Nowadays there are so many ways to raise funding for your small business beyond dipping into your savings. From tax incentive schemes to traditional bank loans, Jonathan Amponsah, CEO of The Tax Guys, explains ten finance options for small businesses
1. Family and friends
It’s common in the early stages of a business for parents, siblings or friends to financially support your business. This option is most suitable for businesses that need initial support to prove the concept can be successful, to the point where they can seek other funding.
It’s a quicker funding process with flexible terms. Depending on how much interest you pay your friends and family, this could be a great investment for them.
Mixing business with family and friends’ finances can damage relationships if things go wrong. You’ll need to carefully assess the possible impact of business failure before proceeding.
2. Bank loans
Traditional bank loans and overdrafts are still a popular source of funding for many businesses and start-ups. Used properly, they provide a simple and effective way of financing the growth of your business. But make sure you do your research on the various types of loans, the terms and the interest rates that come with each option.
If you already have a business bank account, this option is especially suitable if you have a good relationship with your bank and you are able to make a convincing and well-researched business case. If you are yet to open a business bank account, it it worth checking whether you are likely to approved for a loan before applying as being declined can affect your credit score.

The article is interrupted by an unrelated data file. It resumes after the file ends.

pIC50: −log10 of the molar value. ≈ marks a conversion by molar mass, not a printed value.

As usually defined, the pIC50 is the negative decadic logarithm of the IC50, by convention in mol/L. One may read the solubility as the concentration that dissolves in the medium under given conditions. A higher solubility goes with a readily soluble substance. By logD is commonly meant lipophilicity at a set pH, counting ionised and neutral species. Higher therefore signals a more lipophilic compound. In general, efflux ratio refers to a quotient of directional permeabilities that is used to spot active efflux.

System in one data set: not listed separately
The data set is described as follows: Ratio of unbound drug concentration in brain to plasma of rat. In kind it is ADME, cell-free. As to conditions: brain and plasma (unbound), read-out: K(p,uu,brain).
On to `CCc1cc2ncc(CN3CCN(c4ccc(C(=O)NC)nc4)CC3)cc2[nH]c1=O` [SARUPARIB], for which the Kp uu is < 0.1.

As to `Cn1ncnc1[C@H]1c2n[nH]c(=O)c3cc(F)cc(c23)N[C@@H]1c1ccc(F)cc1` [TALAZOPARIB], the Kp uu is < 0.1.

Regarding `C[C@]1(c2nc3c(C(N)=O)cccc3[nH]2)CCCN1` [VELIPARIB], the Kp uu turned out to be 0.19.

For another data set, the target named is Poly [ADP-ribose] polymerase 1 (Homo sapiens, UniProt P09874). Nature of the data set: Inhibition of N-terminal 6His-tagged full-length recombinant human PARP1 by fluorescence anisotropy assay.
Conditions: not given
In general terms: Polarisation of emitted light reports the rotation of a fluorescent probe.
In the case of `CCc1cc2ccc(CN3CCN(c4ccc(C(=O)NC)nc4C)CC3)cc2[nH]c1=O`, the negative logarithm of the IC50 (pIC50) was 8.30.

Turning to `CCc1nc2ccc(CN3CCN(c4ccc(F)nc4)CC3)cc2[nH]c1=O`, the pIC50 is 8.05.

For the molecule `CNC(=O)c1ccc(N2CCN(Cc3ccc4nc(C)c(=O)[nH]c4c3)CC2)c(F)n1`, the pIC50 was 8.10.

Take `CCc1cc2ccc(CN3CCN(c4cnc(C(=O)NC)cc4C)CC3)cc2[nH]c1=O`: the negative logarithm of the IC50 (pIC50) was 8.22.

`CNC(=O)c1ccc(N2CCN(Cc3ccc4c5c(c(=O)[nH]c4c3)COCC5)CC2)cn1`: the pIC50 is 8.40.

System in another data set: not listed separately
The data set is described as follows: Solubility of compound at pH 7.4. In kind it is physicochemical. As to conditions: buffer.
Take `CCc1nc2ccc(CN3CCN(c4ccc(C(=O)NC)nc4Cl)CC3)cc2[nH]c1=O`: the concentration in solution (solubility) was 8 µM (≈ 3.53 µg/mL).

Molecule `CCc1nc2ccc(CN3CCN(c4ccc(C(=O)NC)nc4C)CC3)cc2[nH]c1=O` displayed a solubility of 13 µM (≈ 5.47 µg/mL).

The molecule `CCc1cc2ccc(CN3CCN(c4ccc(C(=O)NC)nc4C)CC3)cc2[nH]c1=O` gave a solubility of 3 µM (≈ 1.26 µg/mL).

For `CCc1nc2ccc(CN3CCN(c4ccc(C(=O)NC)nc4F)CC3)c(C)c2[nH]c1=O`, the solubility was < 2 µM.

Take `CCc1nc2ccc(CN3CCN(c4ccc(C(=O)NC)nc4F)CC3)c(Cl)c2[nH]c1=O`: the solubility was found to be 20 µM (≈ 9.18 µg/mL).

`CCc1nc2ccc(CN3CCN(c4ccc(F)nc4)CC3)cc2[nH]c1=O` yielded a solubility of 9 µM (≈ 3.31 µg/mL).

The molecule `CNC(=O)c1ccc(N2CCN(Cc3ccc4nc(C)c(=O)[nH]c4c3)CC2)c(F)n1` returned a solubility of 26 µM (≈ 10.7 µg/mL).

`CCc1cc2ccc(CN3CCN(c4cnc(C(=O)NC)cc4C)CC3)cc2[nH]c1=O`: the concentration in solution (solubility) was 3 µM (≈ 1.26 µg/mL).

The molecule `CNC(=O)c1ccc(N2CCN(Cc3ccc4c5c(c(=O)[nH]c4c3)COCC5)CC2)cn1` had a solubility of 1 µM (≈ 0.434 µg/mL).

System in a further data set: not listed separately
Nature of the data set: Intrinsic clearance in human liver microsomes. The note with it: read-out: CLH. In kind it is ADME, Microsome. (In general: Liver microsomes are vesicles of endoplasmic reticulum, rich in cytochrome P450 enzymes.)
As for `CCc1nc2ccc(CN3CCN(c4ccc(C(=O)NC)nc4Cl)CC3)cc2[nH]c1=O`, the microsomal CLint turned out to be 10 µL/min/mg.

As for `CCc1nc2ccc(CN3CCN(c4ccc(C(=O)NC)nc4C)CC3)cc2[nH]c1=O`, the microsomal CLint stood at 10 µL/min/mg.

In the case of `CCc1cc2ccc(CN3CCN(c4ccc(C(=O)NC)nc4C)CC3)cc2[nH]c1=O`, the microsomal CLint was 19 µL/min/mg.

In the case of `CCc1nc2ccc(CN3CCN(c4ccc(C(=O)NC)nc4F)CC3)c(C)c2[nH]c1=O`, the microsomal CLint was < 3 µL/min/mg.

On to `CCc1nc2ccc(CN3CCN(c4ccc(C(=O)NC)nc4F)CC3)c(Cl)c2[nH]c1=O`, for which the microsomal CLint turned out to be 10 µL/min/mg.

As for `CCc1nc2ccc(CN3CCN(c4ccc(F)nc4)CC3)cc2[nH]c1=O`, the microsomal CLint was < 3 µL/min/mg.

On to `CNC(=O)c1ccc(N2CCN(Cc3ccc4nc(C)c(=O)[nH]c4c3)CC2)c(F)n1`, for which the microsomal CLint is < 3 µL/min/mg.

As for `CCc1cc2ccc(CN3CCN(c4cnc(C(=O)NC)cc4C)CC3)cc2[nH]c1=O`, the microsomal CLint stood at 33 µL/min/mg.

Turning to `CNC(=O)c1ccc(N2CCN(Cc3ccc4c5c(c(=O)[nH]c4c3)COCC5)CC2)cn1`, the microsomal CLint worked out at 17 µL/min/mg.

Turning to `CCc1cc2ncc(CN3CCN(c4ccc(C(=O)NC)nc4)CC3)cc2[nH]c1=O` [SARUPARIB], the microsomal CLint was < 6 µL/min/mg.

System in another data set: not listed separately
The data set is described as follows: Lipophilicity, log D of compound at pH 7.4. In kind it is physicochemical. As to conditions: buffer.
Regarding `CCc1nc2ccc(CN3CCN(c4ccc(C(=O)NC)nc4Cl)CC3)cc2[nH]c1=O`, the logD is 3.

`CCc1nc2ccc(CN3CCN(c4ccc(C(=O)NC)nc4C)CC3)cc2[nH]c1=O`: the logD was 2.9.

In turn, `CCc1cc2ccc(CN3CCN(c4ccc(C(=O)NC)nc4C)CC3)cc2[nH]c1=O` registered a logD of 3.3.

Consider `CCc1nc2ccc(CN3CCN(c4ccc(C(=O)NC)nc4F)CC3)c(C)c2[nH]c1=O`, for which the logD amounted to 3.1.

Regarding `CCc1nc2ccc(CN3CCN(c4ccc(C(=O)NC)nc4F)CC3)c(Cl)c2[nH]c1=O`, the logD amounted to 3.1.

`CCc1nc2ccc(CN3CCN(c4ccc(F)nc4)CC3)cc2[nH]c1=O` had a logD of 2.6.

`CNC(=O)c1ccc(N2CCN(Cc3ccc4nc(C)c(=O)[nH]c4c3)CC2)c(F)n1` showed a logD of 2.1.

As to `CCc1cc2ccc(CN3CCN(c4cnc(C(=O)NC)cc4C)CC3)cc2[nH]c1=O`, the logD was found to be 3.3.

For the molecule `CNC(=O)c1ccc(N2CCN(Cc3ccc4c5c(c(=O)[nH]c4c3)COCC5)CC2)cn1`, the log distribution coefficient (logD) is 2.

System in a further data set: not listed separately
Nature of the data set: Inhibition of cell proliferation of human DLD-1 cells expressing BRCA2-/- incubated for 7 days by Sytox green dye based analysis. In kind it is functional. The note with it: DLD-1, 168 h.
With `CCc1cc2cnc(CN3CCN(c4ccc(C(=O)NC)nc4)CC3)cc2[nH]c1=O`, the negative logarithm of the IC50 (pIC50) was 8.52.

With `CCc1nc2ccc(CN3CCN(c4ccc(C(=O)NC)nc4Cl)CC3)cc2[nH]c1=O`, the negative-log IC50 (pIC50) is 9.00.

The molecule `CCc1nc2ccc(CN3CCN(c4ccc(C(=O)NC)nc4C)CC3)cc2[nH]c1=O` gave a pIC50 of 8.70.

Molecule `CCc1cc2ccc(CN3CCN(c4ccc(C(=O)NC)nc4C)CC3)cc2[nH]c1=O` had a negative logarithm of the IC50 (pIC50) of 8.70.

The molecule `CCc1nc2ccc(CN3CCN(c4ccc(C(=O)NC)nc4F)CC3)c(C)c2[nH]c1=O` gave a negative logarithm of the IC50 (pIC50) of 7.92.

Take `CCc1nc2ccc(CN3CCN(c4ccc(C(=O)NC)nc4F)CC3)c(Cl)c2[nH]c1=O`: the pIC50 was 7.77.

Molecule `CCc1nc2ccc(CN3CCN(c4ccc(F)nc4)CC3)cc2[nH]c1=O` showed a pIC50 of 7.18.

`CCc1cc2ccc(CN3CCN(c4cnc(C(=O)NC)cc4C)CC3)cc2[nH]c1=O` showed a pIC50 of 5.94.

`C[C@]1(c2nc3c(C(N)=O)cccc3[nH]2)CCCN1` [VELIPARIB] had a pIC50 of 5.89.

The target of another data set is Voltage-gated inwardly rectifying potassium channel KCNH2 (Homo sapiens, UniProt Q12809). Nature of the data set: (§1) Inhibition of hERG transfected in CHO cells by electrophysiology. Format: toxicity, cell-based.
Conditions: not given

Some banks offer low interest rates, depending on your credit score. You won’t have to give up any control over your business.
The process of getting bank finance can be long, tiring and time-consuming.
Borrow £1,000 – £750,000 with our business loans. Whatever you need the money for: to buy new stock, invest in growth plans, or just keep your cash flow smooth.
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With this option you raise the total amount of funding you need online from the general public. People can either lend you the money (peer-to-peer lending) or take a stake (shares/equity) in your business.
It is most suitable for businesses with a great growth potential that will attract plenty of attention, and with time on their hands – it can take a while.
The larger the pool of people you can reach, the more chance of getting a good deal.
It can take a long time to hit your target, and you may have to invest a lot of effort in publicity.
4. Business angels
Angel investors are wealthy individuals who provide funding in exchange for a share in your business. Some investors work in groups, whilst others work on their own.
Business angel investment is not suitable for businesses who want to retain 100% control of their business.
Apart from the cash, angel investors will have experience and should be able to offer valuable business advice and guidance.
You’re likely to have to give up control of your business to some extent.
5. Venture capitalists